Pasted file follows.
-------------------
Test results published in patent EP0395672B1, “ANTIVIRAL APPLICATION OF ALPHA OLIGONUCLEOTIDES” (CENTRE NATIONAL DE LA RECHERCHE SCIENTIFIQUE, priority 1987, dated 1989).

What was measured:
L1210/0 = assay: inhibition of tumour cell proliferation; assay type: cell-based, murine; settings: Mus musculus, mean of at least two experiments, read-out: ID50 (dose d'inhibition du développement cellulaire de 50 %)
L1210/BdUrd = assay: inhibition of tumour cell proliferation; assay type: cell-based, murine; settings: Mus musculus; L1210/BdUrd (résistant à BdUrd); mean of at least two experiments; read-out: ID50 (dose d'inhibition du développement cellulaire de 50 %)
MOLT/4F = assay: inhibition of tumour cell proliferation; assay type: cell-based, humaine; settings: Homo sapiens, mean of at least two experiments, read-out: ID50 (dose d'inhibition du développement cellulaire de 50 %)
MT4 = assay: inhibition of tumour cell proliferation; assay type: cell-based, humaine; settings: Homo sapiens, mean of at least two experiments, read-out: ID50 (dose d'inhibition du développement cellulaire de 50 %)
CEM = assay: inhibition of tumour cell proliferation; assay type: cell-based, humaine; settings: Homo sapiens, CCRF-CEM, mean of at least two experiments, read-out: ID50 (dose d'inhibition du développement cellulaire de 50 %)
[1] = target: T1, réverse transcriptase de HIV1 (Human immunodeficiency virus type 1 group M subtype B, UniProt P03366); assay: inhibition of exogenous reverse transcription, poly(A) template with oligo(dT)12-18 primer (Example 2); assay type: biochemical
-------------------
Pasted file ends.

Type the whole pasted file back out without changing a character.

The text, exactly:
Test results published in patent EP0395672B1, “ANTIVIRAL APPLICATION OF ALPHA OLIGONUCLEOTIDES” (CENTRE NATIONAL DE LA RECHERCHE SCIENTIFIQUE, priority 1987, dated 1989).

What was measured:
L1210/0 = assay: inhibition of tumour cell proliferation; assay type: cell-based, murine; settings: Mus musculus, mean of at least two experiments, read-out: ID50 (dose d'inhibition du développement cellulaire de 50 %)
L1210/BdUrd = assay: inhibition of tumour cell proliferation; assay type: cell-based, murine; settings: Mus musculus; L1210/BdUrd (résistant à BdUrd); mean of at least two experiments; read-out: ID50 (dose d'inhibition du développement cellulaire de 50 %)
MOLT/4F = assay: inhibition of tumour cell proliferation; assay type: cell-based, humaine; settings: Homo sapiens, mean of at least two experiments, read-out: ID50 (dose d'inhibition du développement cellulaire de 50 %)
MT4 = assay: inhibition of tumour cell proliferation; assay type: cell-based, humaine; settings: Homo sapiens, mean of at least two experiments, read-out: ID50 (dose d'inhibition du développement cellulaire de 50 %)
CEM = assay: inhibition of tumour cell proliferation; assay type: cell-based, humaine; settings: Homo sapiens, CCRF-CEM, mean of at least two experiments, read-out: ID50 (dose d'inhibition du développement cellulaire de 50 %)
[1] = target: T1, réverse transcriptase de HIV1 (Human immunodeficiency virus type 1 group M subtype B, UniProt P03366); assay: inhibition of exogenous reverse transcription, poly(A) template with oligo(dT)12-18 primer (Example 2); assay type: biochemical